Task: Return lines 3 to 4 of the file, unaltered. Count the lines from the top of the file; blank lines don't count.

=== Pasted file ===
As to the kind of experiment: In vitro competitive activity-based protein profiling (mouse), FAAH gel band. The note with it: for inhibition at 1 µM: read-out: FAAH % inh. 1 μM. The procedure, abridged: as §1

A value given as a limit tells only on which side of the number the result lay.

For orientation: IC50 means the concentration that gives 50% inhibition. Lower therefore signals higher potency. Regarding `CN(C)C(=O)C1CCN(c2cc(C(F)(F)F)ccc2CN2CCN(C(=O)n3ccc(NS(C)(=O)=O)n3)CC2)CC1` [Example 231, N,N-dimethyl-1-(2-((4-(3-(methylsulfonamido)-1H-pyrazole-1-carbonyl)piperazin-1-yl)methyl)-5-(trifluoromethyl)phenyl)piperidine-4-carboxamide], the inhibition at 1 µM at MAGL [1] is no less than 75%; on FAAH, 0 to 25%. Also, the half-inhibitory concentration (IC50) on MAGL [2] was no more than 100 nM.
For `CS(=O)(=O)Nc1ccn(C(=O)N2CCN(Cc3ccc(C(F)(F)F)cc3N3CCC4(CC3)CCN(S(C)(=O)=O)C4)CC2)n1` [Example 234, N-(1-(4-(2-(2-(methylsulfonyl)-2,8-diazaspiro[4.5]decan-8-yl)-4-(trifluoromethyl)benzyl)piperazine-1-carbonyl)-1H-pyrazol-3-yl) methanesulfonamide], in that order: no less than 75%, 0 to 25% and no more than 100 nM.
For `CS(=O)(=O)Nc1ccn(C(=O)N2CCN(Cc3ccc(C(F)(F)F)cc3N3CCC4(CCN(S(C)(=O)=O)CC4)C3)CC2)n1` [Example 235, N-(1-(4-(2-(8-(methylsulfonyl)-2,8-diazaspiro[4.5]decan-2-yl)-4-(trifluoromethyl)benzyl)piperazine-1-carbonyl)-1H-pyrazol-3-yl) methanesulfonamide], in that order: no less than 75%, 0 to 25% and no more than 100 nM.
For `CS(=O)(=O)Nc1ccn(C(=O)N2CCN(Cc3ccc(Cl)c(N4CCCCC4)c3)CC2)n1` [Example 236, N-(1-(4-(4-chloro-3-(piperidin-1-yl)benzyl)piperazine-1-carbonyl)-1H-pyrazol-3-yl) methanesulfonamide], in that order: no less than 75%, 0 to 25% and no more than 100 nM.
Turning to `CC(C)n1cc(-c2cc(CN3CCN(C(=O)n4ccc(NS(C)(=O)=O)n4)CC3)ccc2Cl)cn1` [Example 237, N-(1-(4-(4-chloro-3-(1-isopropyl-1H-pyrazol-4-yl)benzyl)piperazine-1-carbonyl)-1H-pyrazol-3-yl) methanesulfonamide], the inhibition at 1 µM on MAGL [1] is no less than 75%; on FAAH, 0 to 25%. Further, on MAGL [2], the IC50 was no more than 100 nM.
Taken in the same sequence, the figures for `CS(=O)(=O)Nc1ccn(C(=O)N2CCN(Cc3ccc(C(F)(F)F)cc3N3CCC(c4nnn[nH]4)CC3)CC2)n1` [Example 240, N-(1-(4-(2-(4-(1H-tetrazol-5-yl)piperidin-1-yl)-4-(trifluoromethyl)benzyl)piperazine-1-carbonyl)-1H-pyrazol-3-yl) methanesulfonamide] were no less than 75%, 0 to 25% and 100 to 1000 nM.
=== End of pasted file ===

For orientation: IC50 means the concentration that gives 50% inhibition. Lower therefore signals higher potency. Regarding `CN(C)C(=O)C1CCN(c2cc(C(F)(F)F)ccc2CN2CCN(C(=O)n3ccc(NS(C)(=O)=O)n3)CC2)CC1` [Example 231, N,N-dimethyl-1-(2-((4-(3-(methylsulfonamido)-1H-pyrazole-1-carbonyl)piperazin-1-yl)methyl)-5-(trifluoromethyl)phenyl)piperidine-4-carboxamide], the inhibition at 1 µM at MAGL [1] is no less than 75%; on FAAH, 0 to 25%. Also, the half-inhibitory concentration (IC50) on MAGL [2] was no more than 100 nM.
For `CS(=O)(=O)Nc1ccn(C(=O)N2CCN(Cc3ccc(C(F)(F)F)cc3N3CCC4(CC3)CCN(S(C)(=O)=O)C4)CC2)n1` [Example 234, N-(1-(4-(2-(2-(methylsulfonyl)-2,8-diazaspiro[4.5]decan-8-yl)-4-(trifluoromethyl)benzyl)piperazine-1-carbonyl)-1H-pyrazol-3-yl) methanesulfonamide], in that order: no less than 75%, 0 to 25% and no more than 100 nM.